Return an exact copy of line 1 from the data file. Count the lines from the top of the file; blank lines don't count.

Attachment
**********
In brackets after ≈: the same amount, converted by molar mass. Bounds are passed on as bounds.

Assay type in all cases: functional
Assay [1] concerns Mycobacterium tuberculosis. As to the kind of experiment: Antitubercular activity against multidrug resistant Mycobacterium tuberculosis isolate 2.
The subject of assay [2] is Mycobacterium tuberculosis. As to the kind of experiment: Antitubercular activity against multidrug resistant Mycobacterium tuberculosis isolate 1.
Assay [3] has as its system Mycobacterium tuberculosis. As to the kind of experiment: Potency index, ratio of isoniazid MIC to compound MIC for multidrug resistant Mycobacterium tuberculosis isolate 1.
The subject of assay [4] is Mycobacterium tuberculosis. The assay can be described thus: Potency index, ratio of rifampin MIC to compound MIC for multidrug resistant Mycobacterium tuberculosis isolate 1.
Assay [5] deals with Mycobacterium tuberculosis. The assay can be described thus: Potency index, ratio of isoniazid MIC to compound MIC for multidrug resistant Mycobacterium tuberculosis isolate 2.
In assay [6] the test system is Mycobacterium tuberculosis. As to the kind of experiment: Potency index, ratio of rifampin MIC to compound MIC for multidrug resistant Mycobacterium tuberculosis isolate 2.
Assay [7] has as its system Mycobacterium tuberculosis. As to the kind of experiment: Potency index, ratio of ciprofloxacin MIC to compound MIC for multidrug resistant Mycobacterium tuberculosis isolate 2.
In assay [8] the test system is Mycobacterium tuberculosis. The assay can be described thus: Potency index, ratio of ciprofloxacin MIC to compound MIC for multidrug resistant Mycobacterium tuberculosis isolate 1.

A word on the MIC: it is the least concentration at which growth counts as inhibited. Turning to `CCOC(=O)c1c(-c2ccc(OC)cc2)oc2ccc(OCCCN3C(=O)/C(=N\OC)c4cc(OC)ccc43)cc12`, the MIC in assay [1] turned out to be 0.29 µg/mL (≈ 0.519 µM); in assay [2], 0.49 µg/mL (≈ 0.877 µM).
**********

In brackets after ≈: the same amount, converted by molar mass. Bounds are passed on as bounds.